Monday, January 7, 2019

Early January Links

It looks like the National Championship game might end up 54-52 or something.  Here are a few links for your reading pleasure:

The Ball Family Circus Comes To Ohio - Deadspin

Chicago Catholics struggle to build future with fewer priests as parishes shrink, cash dwindles – Chicago Tribune.  Not surprising, but kind of sad anyway.

St. Louis city and county: Divorced in 1876. Remarried in 2020? – St. Louis Post-Dispatch.  The massive number of municipalities in St. Louis County is crazy.  One only has 13 residents.

Wettest-Year Records for 2018, Take Two – Weather Underground.  So much rain.

Scientists Have 'Hacked Photosynthesis' In Search Of More Productive Crops - The Salt

Putin says Russia will supply soy beans, poultry meat to China – Reuters.  Probably just bullshit to rock the boat politically, but we really are shooting ourselves in the foot. 

The Farm Bureau: Big Oil’s Unnoticed Ally Fighting Climate Science and Policy – Inside Climate News

Fracking’s Secret Problem—Oil Wells Aren’t Producing as Much as Forecast – Wall Street Journal

Trump Has Promised to Bring Jobs Back. His Tariffs Threaten to Send Them Away. - New York Times.  The steel and aluminum tariffs just punish metal consuming manufacturers.  More foot-shooting.

How Mark Burnett Resurrected Donald Trump as an Icon of American SuccessThe New Yorker  

Donald Trump Was Never Vetted - New York Magazine.   When people are voting for him because The Apprentice convinced them that Trump is a genius businessman, I'm not sure more vetting was going to convince them he's a fuckup.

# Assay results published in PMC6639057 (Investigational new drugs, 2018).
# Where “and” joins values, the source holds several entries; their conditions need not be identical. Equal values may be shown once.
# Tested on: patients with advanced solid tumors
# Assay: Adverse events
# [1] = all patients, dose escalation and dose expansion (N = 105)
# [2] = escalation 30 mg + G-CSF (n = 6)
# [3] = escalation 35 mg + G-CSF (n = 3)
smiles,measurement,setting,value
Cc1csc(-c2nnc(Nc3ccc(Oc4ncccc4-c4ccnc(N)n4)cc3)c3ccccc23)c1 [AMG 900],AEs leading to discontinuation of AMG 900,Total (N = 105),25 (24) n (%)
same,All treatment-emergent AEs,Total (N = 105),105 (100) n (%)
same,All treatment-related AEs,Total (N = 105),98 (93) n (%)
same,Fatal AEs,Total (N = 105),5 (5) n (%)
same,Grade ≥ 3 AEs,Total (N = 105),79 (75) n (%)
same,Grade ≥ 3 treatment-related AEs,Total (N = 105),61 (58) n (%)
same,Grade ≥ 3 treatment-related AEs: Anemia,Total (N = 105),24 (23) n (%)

American Exceptionalism Is a Dangerous Myth – New York Magazine. 

The Businesspeople Who Have Helped Enable Steve King’s Rise - Iowa Informer.  Looks like a who's who of Iowa business.

This Map Shows Where in the World the U.S. Military Is Combatting TerrorismSmithsonian.  It would almost be easier to show where the U.S. military isn't.

Sunday, January 6, 2019

Cellulosic Ethanol Holy Grail?

60 Minutes:
Perhaps Medoff's most consequential discovery is how to extract the plant sugars and convert them into to environmentally-friendly biofuels: ethanol, gasoline and jet fuel. Lesley Stahl: And I'm told that you call this thing a still. Marshall Medoff: It is a still. Lesley Stahl: It is a still? Marshall Medoff: It's actually making alcohol right now. Alcohol that you can drink, or you can put in your car, or you can do both. Marshall Medoff: Here we are, on the road again. Lesley Stahl: So Marshall, I am driving a huge truck on biomass fuel. It doesn't feel any different than normal gas to me. Marshall Medoff: No. It wouldn't. No. Medoff's ethanol is much better than regular corn ethanol in terms of greenhouse gas emissions - 77 percent better, according to a study that was independently reviewed.
This is definitely worth watching. I have no idea if this can be scaled up, but it would seem to be more promising than previous efforts. Of course, there was no information about how much biomass would have to be harvested in order to produce 30% of petroleum used in the country, but it takes 30 to 40 million acres of corn to produce 10% of the gasoline we consume. I'd probably still take the side saying this won't work out.

Video after the jump.